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September 2013
19/08/2013

Martín Códax, sustainable winemaking

Coinciding with the 10th anniversary of experimental vineyard Pé Redondo, Bodegas Martín Códax organized the conference, "Towards sustainable winemaking. Ten years of R&D at Martín Códax". The event, which was open to the public, offered an overview of the winery's progress in research and development and analyzed sector trends and concerns in connection with sustainability.

The opening remarks were given by Mr. Miguel Angel Pérez Dubois, Territorial Head of the Regional Ministry of Rural and Marine Affairs, followed by a presentation from Mr. Juan Vázquez Gancedo, Director of Bodegas Martín Códax, who noted that the data obtained after years of research at Pé Redondo will be very useful for the sector. "A series of projects undertaken by Bodegas Martín Códax, aimed at better understanding the Albariño variety—which, until now, has not received much attention from an agronomic perspective—to ensure sustainable production at social, economic and environmental level and to enable winemakers to make a living while preserving these resources for future generations and contributing to the well-being of the Salnés Valley."

Other speakers at the event, which was organized in three sessions, included Mr. Jose Ramón Lisarrague, PhD in Agricultural Engineering from the Technical University of Madrid; Mr. Antonio Palacios, PhD in Biology and Enology, Associate Professor at the University of La Rioja, and head of Laboratorios Excell Ibérica; and Mr. Miguel Tubío and Ms. Katia Álvarez, Directors of Winemaking and Enology, respectively, at Martín Códax.

The first session, Aromas and Albariño, included a summary of research into the grape's aromatic potential. It was led by Antonio Palacios, who highlighted the compounds present in the wines and their impact on aroma quality. The primary differences in the aromatic, enzymatic and phenolic composition of the grape from vineyards in Salnés were also discussed; the data was collected during a Salnés Zoning study undertaken by the winery from 2006 to 2009. That project, which has enabled Bodegas Martín Códax to manage the widely disperse plots in the valley, confirmed that winemaking practices in the vineyard are more important in this regard than the location of the land.

This session also explored the main differences between Albariño wines in this sub-zone and those produced in El Condado and El Rosal. The differences are very clear due to variations in weather and soil.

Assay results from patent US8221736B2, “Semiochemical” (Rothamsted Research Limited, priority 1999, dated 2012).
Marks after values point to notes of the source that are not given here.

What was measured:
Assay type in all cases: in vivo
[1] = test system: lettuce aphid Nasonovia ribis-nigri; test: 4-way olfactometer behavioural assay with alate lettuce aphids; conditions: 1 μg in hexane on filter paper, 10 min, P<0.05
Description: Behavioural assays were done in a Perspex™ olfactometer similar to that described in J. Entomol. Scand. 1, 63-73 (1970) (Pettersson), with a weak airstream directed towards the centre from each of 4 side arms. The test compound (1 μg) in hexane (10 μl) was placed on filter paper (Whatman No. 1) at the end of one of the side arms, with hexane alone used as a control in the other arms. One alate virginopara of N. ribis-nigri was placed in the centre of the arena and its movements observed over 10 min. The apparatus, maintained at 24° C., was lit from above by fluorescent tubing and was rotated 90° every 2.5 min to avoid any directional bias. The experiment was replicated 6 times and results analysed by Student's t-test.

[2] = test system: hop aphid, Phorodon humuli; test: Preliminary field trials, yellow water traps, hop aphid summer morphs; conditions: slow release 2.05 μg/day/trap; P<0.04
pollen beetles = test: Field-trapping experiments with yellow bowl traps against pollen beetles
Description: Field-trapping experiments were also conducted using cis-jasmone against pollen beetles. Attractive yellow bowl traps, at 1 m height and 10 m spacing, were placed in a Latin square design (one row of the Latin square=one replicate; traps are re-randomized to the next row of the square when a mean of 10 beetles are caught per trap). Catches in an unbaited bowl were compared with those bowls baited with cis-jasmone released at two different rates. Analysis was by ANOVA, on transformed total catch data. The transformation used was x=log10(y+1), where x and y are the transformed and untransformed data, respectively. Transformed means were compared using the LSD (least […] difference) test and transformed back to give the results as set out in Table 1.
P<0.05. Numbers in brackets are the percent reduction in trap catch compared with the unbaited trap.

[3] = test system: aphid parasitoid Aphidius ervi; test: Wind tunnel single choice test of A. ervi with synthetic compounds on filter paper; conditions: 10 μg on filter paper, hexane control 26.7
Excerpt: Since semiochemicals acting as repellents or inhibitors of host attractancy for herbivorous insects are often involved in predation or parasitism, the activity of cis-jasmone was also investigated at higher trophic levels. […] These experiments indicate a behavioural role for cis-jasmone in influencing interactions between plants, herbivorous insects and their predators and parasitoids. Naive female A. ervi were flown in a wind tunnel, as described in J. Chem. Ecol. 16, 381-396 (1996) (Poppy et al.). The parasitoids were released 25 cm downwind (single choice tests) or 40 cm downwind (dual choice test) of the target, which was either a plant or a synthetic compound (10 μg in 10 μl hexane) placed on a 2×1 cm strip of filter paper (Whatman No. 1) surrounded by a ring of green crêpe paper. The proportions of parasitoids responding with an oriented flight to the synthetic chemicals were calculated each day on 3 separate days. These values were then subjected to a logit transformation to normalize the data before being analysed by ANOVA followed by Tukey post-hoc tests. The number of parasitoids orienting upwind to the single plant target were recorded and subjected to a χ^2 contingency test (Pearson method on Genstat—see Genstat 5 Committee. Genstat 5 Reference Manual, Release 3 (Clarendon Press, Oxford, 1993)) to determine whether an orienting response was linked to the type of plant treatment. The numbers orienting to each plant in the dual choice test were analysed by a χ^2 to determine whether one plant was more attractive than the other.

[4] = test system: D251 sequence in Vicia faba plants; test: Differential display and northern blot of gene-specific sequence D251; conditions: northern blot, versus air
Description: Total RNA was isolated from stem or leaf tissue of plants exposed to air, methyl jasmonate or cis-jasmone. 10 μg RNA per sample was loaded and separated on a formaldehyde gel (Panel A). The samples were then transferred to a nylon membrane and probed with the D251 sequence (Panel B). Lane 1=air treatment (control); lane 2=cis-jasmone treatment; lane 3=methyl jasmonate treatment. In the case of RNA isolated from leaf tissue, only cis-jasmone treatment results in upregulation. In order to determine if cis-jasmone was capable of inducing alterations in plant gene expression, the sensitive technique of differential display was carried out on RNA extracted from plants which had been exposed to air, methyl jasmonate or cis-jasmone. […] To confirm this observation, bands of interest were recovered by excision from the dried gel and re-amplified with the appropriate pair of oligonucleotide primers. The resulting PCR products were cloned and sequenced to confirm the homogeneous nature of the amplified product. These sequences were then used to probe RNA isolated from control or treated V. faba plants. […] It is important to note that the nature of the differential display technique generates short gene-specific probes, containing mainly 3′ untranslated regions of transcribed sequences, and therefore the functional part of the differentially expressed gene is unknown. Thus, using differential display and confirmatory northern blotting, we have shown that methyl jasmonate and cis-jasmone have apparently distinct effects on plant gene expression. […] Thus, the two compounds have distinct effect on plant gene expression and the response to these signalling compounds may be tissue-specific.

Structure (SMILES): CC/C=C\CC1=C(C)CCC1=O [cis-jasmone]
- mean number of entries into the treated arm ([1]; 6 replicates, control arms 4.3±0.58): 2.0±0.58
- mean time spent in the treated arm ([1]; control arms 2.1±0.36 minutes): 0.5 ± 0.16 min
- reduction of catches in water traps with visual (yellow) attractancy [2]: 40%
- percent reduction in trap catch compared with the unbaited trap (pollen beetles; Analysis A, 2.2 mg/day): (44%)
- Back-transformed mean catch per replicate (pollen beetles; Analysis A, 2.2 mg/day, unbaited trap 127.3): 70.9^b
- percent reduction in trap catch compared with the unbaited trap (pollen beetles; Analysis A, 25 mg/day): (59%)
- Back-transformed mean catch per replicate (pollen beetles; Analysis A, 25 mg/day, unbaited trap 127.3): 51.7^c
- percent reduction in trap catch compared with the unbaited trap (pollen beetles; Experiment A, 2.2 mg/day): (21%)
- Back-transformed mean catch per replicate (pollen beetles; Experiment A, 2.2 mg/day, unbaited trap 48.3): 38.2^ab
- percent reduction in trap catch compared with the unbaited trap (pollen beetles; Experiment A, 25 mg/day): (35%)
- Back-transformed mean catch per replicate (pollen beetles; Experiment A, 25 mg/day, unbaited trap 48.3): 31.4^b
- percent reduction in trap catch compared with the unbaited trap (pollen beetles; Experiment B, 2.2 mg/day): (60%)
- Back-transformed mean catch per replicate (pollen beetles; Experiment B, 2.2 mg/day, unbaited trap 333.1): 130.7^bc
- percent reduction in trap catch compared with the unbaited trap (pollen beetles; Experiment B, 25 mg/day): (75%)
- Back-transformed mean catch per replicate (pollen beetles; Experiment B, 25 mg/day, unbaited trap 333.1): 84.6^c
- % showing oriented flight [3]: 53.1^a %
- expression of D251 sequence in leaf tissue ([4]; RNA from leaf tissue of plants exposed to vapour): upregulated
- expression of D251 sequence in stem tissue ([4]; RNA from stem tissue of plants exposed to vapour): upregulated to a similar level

The new Martín Códax project which commenced in 2012 was also highlighted, in which the winery is using remote sensing technology to classify the grape harvest as a function of each vineyard's enological potential.

The second session included a detailed presentation about the Cenit Deméter project, in which 25 companies (including Martín Códax) participated and which studied the effects of climate change on vineyards. Other topics included water management in vineyards as a key technique for mitigating those effects, and the tests performed by the winery on its vine training system and pruning methods, which yielded very valuable data for developing strategies to grow Albariño and ensure sustainability.

The bodega's latest sustainability projects were highlighted during the third session, including Viñas Atlánticas, in which it is working to favor the optimization and reduction of pesticide use along with two other cooperatives in the zone; 66% of Salnés Valley winemakers will benefit from this research.

Precision viticulture was another main focus. Bodegas Martín Códax started using this technique last year, and has confirmed that it improves sustainability in managing larger areas of vineyard since it allows for each plot to receive distinct treatment while standardizing the vineyards based on their potential and reducing the use of pesticides.

Bodegas Martín Códax presented its first Sustainability Report, for 2012, produced in line with its policy of transparency and its strategic goal of enhancing the sustainability of its processes. The company also discussed the carbon footprint associated with a bottle of its wine (the first figure published in Rías Baixas), the main factors affecting it and the breakdown during the various phases of production, from the vineyard to the bottle's journey to market.

The conference concluded with a roundtable discussion with several experts. The public was able to participate, and the debate revolved around the challenges facing winemakers in connection with sustainability.

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